The same may hold true for the cars themselves to a lesser extent-the greater number of any particular car that are up for bid at one time, the less each is likely to draw. You're still not going to score a real '70 LS6 Chevelle for $1,500, but hopefully you won't have to pay six figures, which is where those cars seem to be headed.
Play To Win
Whenever you're doing business with people you don't know and haven't met, to purchase merchandise you've only seen in photos, there's a risk involved. It's one thing to take a leap of faith for a $50 air cleaner, it's quite another to lay out $50,000 for an classic car that you've never touched. Yet this sort of thing seems to be happening all the time on eBay Motors. What guarantee do you have as the buyer that the item is as represented? Not much, really, and eBay Motors is up front about this. Your primary form of recourse is to post negative feedback about the seller, though this does nothing for you after the fact, unless the seller is willing to make a deal to avoid the negative comments that could hinder future sales. Still, this is little consolation to the screwed buyer, which means that, as usual, the best defense is a good offense-simply put, do your homework and don't get taken. See the sidebar "Smart Shopping" for more insight on eBay
Motors Purchasing.Nadjarian has another piece of advice for bidders preparing to jump into an auction: Set your price limit before you place your first bid, and stick with it. Just like the gambler, you've got to know when to hold and when to fold.
We recently had the chance to look over a '69 Z/28 RS that was purchased on eBay Motors and then shipped to the buyer's residence. The buyer, who shall remain nameless, hadn't seen the car prior to its purchase and he'd laid out around $50,000 for the privilege. Most of us that pay attention to musclecar values know that it wasn't so long ago that $30,000 would be a great price for a nice '69 Z/28. Upon delivery to a first-generation Camaro restoration specialist for inspection, the specialist immediately suspected that the car was neither a Z/28 nor a Rally Sport. It's easy to point the finger at a fraudulent seller, but the buyer really should have been better informed prior to committing to the sale. Here are some tips to help you avoid a similar scenario:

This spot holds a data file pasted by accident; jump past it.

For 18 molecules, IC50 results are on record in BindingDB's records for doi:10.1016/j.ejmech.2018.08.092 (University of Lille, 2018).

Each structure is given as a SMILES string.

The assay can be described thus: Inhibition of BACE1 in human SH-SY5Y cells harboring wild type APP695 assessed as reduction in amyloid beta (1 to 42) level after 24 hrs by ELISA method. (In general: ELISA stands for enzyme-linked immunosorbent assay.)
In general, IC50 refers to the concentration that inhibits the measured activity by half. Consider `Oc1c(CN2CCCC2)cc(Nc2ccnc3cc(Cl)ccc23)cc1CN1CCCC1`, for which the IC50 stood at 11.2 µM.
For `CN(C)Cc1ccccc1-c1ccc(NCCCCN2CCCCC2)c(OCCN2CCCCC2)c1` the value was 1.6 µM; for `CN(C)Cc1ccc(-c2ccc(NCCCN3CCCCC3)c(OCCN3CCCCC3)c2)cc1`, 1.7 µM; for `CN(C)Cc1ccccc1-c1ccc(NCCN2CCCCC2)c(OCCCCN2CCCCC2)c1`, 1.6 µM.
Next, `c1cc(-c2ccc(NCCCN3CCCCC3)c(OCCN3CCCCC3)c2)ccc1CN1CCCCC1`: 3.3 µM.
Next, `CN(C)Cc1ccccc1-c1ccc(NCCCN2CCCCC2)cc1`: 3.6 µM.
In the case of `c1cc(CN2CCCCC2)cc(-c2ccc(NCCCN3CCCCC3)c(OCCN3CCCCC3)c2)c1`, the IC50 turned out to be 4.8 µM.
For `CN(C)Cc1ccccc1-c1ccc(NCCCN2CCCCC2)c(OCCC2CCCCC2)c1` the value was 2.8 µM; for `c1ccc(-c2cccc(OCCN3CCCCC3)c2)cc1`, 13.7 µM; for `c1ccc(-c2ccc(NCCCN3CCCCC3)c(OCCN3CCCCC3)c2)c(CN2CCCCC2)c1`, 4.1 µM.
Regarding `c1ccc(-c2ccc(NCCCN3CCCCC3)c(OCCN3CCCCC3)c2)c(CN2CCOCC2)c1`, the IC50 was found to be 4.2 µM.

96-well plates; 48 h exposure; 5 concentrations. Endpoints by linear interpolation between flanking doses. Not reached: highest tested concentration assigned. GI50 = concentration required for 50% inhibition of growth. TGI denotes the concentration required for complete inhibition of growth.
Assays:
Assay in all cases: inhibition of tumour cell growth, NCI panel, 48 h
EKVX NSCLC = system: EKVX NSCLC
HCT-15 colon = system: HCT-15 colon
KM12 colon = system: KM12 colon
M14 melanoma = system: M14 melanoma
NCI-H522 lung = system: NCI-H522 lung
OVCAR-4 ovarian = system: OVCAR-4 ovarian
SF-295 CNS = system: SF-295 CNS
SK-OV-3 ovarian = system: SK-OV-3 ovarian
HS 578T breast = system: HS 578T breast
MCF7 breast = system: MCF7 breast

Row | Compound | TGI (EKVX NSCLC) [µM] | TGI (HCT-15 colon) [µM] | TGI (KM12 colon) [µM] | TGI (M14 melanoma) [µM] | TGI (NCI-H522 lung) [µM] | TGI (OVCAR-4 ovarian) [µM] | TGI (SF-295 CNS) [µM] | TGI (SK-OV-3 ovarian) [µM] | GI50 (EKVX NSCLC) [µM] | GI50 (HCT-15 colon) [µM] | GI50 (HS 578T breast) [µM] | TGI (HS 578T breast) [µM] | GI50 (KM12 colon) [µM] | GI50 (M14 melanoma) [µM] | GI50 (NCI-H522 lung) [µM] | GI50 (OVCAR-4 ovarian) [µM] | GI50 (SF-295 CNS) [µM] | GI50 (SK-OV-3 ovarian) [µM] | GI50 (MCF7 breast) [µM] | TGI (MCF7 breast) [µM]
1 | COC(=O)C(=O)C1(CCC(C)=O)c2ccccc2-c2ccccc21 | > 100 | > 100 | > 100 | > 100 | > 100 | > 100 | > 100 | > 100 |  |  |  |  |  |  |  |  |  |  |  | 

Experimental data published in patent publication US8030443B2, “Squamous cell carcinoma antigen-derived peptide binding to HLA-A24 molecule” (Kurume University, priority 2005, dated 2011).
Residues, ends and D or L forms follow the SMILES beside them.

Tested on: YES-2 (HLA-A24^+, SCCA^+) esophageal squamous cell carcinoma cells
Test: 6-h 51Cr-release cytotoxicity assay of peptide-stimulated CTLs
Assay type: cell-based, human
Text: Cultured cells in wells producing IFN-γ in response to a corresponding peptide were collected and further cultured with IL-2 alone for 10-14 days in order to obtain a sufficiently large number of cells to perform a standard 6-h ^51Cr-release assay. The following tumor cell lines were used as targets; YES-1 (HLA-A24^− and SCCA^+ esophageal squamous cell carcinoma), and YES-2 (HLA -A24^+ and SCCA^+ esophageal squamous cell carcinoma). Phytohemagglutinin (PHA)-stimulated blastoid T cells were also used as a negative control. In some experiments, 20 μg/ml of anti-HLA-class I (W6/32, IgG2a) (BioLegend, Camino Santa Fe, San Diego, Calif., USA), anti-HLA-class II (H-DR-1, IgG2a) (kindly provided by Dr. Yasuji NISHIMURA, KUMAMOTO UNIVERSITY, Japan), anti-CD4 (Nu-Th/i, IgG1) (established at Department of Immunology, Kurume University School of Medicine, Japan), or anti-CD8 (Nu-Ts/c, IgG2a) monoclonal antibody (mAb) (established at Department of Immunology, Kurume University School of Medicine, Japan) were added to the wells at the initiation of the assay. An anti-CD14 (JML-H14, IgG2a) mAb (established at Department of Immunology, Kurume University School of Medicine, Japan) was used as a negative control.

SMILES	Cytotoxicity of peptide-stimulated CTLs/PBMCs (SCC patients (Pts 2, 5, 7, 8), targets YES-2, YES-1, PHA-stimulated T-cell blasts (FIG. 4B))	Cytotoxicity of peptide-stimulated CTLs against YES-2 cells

* Beware of the killer deal: Here in 2004, truly correct cars from 35-40 years ago are becoming scarce. The most prized, like the early Z/28 cars, the biggest of big-block Chevelles, or a Hemi-powered anything, aren't traded casually. If a deal seems to good to be true, you can bet it is, because there are too many sharks swimming around in the collector pool for good deals on great cars to find their way to the general public. If you, the novice buyer/collector, are getting the car for what seems like a screaming bargain, it's most likely because someone else didn't want it.
* Get smart-Don't wait until after you own the car to get educated on its background. Our Z/28 RS buyer should have researched '69 Z/28s beforehand so he'd know exactly what we was looking at (or at least know what questions to ask) when it came time to make a purchase. The value of these cars depends on the accuracy of the finer aspects of each example-you must know what those things are.
* Scrutinize with the eyes-Analyzing photos is your best line of defense. A trained eye can spot critical flaws even in marginal photos, but good photos are a good indication that the seller is on the level. Shots of VIN tags, body tags, engine numbers, and the like are positive indications that the car is as represented. But the bidder still must know what he's looking at. Small details can tell tales.
* Read between the lines-You can also analyze the words of the seller, and the way his listing is composed. Used car hacks usually make mistakes about the details of vintage muscle, or try to pass off incorrect equipment as rare options or the like. Also, an extra heavy sales pitch isn't necessary on desirable goods-be wary of those who try too hard. Serious sellers with quality stuff generally stick to the facts.